A Business with Deep Roots in the Community
November 16, 2007
Filed under Archives
Deep Roots Market
3728 Spring Garden Street
Greensboro, North Carolina 27407
phone: (336) 292 – 9216
fax: (336) 292 – 3643
http://www.deeprootsmarket.com/After weeks of questionable eating habits, my body was giving me signals. Midday scarfing of Harris Teeter sushi and late night-trips to the Bojangles drive-through do not make for a balanced diet, and my last several reviews have been anything but health conscious. I decided to stop into Deep Roots Market for some gastronomic detox.
Deep Roots is a cooperative organic market approximately half-way between Guilford and UNCG. In operation for 31 years, the market has become a mainstay for environmentally and health conscious patrons in the Greensboro area. For a nominal fee, and a little volunteer work, anyone can become an owner and reap the benefits of discounted chemical and additive-free food. Non-owners can just come in and shop, and be amazed at how much the market has to offer.
This was my first trip to Deep Roots and I experienced sensory overload as I walked in. Outside, a freezer advertised free-range Turkey for the holidays, and as I entered the store a mingling of fragrant herbs greeted my olfactory cells.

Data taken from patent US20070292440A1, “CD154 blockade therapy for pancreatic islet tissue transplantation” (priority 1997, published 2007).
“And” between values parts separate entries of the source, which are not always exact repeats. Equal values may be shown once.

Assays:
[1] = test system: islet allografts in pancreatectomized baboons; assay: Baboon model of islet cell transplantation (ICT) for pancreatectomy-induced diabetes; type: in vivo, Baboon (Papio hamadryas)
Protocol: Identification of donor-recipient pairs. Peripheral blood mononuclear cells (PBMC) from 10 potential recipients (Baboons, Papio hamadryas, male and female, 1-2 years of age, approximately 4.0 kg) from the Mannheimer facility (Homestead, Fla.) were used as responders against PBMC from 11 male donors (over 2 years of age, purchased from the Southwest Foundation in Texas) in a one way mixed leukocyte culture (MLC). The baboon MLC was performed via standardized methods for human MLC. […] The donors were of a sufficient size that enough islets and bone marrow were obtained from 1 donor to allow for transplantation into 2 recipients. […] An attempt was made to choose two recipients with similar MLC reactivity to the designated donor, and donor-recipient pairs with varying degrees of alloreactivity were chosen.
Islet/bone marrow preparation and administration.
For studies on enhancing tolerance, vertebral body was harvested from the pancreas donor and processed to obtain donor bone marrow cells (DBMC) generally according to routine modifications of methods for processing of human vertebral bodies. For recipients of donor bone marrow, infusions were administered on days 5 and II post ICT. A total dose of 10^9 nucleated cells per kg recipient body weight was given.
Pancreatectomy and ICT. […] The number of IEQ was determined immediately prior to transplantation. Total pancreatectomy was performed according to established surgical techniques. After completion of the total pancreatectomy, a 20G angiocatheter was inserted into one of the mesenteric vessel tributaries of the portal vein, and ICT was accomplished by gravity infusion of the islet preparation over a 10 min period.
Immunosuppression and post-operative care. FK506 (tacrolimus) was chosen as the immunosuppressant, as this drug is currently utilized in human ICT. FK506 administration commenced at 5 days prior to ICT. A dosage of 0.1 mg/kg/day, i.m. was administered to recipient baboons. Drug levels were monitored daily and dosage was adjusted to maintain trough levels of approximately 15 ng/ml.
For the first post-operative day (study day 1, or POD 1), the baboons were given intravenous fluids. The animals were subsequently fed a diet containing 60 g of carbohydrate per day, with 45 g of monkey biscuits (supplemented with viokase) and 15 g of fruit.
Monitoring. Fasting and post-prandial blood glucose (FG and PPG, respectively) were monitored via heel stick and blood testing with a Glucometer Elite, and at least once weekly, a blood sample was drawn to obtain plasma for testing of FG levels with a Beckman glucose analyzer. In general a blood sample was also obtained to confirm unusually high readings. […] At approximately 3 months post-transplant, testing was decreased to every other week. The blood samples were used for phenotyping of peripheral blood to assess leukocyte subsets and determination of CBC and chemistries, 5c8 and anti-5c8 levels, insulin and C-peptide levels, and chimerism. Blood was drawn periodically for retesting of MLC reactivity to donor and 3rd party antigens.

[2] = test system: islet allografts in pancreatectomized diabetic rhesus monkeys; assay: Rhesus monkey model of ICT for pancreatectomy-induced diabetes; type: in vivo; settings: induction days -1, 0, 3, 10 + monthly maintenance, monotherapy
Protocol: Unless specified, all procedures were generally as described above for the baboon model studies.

I first toured the vitamin area, where, admittedly, I was totally out of my element. The market offers hundreds of vitamin supplements, and even cosmetics untested on lab-animals. I realized that I wasn’t in the ice-cream section of Food-Lion anymore.
Soon I stumbled on a Shangri-La of sorts. It was a tower of multi-gallon containers full of honey, and I stood there for a moment like a character in Charlie and the Chocolate Factory, gaping at this monument to the industry of bees. “Honey may not be the healthiest of products,” I reasoned, “but it’s better than refined sugar, right?” I grabbed a pound of the orange-blossom.
The produce section, while small, exudes freshness and variety. Leeks jut up like little palm trees, bordered by collard greens and a compelling selection of lettuces. The products of area orchards offer apples and pears displayed with none of the shiny, waxy look that define super-market fruit. This part of the store definitely displays pride in locally grown produce.
I budgeted myself for $20. By the time I made it to the check-out I was seriously thinking of raising this to $40. For once, self-control took over.
My basket contained organic sour cream, habanero salsa, spinach and flax lavash (a middle-eastern flatbread similar to tortillas) a can of organic refried beans, a pound of orange blossom honey, and Dagoba chocolate. Okay, so not necessarily the healthiest shopping list, but hey, it beats Hardees. The bill came to $20.03.
The visit to Deep Roots reminded me that eating is not just about opening your mouth but opening your mind. More often than not, this is a very healthy thing.